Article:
FARMINGDALE, N.Y. - "I like my chances to win any major."

So what did you think Tiger Woods was going to say yesterday at Bethpage Black? That all he was really trying to do this week was make a big move in the all-important FedEx Cup standings?

This is one of the 4 weeks each year that define careers. Woods won one of his 14 majors the last time the U.S. Open was played here, in 2002. He won his third Open last June at Torrey Pines, on a left knee that needed major reconstructive surgery 8 days later.

This is the only major he's never won back-to-back. Only two men in the last 7 decades have - Ben Hogan and Curtis Strange. The last thing Tiger ever needs is a reason. Did we mention that in his last tuneup, 2 weeks ago at The Memorial, he closed with a 65 to win by one?

"It's always nice to be playing well going into a major championship, no doubt," he said. "It always makes you feel pretty good, adds to the confidence."

The rest of the field will be glad to know that.

Seven years ago, Tiger won by three over Phil Mickelson, who became the crowd darling. The New York galleries have embraced him ever since. And this time, the so-called People's Open (which still charges country-club prices at the concession stands) should be just as boisterous, pro or con. Ask Sergio Garcia.

"I've never played in front of an atmosphere that loud for all 18 holes," recalled Woods, who is one USGA title away from being the first person to ever reach 10. "After what transpired here in September [2001], I just think everyone was looking to celebrate something else. I've never seen anything like it. I don't think we ever will, given the circumstances surrounding the event.

"It was just electric. Even when it was raining. The people were out there cheering and having a great time, tipping back a couple. It was a great crowd to play in front of."

This week should be more of the same, including the wet stuff in the forecast (for tomorrow and Friday). Tiger tied for sixth at the Masters in April, his first major in 10 months. In his eight majors before that, he'd won four and finished second three times. He was runner-up in this one in 2005 and '07. And the leg is getting stronger with every swing.

"I certainly feel a lot more stable," Woods explained. "Compared to Bay Hill [where he won in March], it's night and day. After the surgery, you feel so great 6, 8 months later. But everyone says just imagine what you'll feel like in another 6 months.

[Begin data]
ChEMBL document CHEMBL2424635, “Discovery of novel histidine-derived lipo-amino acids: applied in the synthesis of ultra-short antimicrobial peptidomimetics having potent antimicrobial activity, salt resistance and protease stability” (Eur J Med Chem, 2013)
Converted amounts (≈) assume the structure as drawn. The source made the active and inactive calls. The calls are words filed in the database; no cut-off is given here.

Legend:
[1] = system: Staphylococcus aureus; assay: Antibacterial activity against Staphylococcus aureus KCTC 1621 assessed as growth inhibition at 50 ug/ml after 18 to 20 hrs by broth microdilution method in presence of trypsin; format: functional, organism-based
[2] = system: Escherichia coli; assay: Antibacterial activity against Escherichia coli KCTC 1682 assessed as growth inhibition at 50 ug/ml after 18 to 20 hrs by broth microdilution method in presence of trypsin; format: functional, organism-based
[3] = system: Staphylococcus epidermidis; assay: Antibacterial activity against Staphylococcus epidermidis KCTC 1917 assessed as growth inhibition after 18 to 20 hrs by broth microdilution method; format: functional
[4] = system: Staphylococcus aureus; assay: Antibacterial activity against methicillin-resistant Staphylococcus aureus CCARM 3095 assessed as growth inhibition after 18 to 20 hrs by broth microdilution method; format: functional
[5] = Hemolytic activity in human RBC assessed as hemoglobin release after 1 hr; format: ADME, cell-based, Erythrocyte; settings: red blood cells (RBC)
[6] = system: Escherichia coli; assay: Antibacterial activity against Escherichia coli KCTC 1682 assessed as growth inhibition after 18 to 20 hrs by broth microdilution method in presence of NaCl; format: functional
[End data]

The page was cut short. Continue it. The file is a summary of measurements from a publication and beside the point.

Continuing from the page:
"It's fun. Because no matter what I did before, [the leg] kept getting worse. No matter how hard I trained, it was deteriorating. I kept doing more damage to the thing. Now it's the exact opposite."

The Open is anything but fun. In two of Tiger's wins, he was the only man to break par. A year ago only he and Rocco Mediate, whom he would beat in a Monday playoff that will live forever, were in red numbers at the end of 72 holes. This course figures to play even tougher because of the moisture. So grind away.

"Generally, this is the hardest major we play year in, year out," Woods said. "I just enjoy having to think your way around a golf course. Par is rewarded and a birdie is really rewarded. That, to me, is how the game should be played. Whatever it takes. How you do that is up to you."

Mickelson, of course, will be here without his wife, Amy, who is battling breast cancer. He played last week for the first time in almost a month and tied for 59th. There have been four Opens in the New York area since 1995. Lefty has finished fourth, second, second and second. And he won the 2005 PGA across the river in New Jersey at Baltusrol.

Tiger's father died in 2006. After an extended layoff, he missed the cut at the Open at Winged Foot, the only time that's happened to him as a pro. Although this isn't the same, he understands the emotions and burden of Mickelson's ordeal.

"Your parents are supposed to pass away before you," he said. "And God forbid how they get sick or how it ends. But to have a spouse, you're supposed to go together. I couldn't imagine dealing with what he has to deal with on a daily basis. Hats off to how he's handled it, because it's certainly so hard to do. Everywhere you go people are always reminding you of it, wishing you well and [hoping] everything works out, and you can't get away from it. You think the golf course would be your escape, but it's not . . .

"Hopefully it's one of those things where you try and find energy from somewhere outside the ropes. Sometimes that's a great thing. I can only speak from my experience of losing someone close to me. You don't sleep much. It's hard."

It's life. Occasionally, it infringes on the stuff most of us only think are important. Tiger's first child, Sam, will celebrate her second birthday in a few days. He held her in his arms proudly after last year's victory. Just as he shared that tearful bearhug with his dad when he won the Masters in 1997. Priceless images.

Think there are more in his future?

"To see where she is now, running around and speaking English and Swedish [from her mother, Elin]," Tiger said, smiling. "And more Swedish than English. It's just hard to believe that time flies by so fast. It's just amazing."

Indeed it has been. *